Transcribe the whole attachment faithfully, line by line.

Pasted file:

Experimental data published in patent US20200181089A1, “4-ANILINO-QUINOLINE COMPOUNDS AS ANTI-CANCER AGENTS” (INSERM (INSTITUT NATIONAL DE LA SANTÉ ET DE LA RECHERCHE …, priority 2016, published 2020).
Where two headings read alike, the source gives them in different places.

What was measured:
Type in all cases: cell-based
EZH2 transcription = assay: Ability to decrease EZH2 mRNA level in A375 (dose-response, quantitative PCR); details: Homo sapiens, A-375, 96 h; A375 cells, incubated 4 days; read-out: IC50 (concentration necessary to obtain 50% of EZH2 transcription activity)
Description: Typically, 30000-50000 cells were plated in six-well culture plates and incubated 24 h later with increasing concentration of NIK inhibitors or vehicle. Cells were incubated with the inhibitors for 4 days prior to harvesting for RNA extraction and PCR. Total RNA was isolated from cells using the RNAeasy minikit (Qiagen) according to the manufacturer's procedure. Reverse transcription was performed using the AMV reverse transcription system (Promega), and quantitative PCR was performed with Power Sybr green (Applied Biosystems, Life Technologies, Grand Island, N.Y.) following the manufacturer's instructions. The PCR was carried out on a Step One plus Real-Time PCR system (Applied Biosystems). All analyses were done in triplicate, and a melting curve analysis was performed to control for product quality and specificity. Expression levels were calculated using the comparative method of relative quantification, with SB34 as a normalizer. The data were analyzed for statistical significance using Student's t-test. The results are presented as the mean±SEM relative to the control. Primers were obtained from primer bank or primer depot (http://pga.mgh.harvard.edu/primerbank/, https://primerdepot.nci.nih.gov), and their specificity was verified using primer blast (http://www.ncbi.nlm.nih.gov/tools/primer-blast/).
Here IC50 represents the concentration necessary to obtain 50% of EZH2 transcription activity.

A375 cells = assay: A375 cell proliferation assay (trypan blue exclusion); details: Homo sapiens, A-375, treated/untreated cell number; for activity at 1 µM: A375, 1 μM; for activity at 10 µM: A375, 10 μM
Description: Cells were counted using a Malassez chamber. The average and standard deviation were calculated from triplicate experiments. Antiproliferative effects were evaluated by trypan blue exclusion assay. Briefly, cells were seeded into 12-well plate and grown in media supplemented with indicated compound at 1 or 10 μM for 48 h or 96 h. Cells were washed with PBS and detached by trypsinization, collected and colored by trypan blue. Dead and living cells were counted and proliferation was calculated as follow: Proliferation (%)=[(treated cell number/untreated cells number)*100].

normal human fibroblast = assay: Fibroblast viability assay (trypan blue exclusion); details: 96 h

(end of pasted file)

Experimental data published in patent US20200181089A1, “4-ANILINO-QUINOLINE COMPOUNDS AS ANTI-CANCER AGENTS” (INSERM (INSTITUT NATIONAL DE LA SANTÉ ET DE LA RECHERCHE …, priority 2016, published 2020).
Where two headings read alike, the source gives them in different places.

What was measured:
Type in all cases: cell-based
EZH2 transcription = assay: Ability to decrease EZH2 mRNA level in A375 (dose-response, quantitative PCR); details: Homo sapiens, A-375, 96 h; A375 cells, incubated 4 days; read-out: IC50 (concentration necessary to obtain 50% of EZH2 transcription activity)
Description: Typically, 30000-50000 cells were plated in six-well culture plates and incubated 24 h later with increasing concentration of NIK inhibitors or vehicle. Cells were incubated with the inhibitors for 4 days prior to harvesting for RNA extraction and PCR. Total RNA was isolated from cells using the RNAeasy minikit (Qiagen) according to the manufacturer's procedure. Reverse transcription was performed using the AMV reverse transcription system (Promega), and quantitative PCR was performed with Power Sybr green (Applied Biosystems, Life Technologies, Grand Island, N.Y.) following the manufacturer's instructions. The PCR was carried out on a Step One plus Real-Time PCR system (Applied Biosystems). All analyses were done in triplicate, and a melting curve analysis was performed to control for product quality and specificity. Expression levels were calculated using the comparative method of relative quantification, with SB34 as a normalizer. The data were analyzed for statistical significance using Student's t-test. The results are presented as the mean±SEM relative to the control. Primers were obtained from primer bank or primer depot (http://pga.mgh.harvard.edu/primerbank/, https://primerdepot.nci.nih.gov), and their specificity was verified using primer blast (http://www.ncbi.nlm.nih.gov/tools/primer-blast/).
Here IC50 represents the concentration necessary to obtain 50% of EZH2 transcription activity.

A375 cells = assay: A375 cell proliferation assay (trypan blue exclusion); details: Homo sapiens, A-375, treated/untreated cell number; for activity at 1 µM: A375, 1 μM; for activity at 10 µM: A375, 10 μM
Description: Cells were counted using a Malassez chamber. The average and standard deviation were calculated from triplicate experiments. Antiproliferative effects were evaluated by trypan blue exclusion assay. Briefly, cells were seeded into 12-well plate and grown in media supplemented with indicated compound at 1 or 10 μM for 48 h or 96 h. Cells were washed with PBS and detached by trypsinization, collected and colored by trypan blue. Dead and living cells were counted and proliferation was calculated as follow: Proliferation (%)=[(treated cell number/untreated cells number)*100].

normal human fibroblast = assay: Fibroblast viability assay (trypan blue exclusion); details: 96 h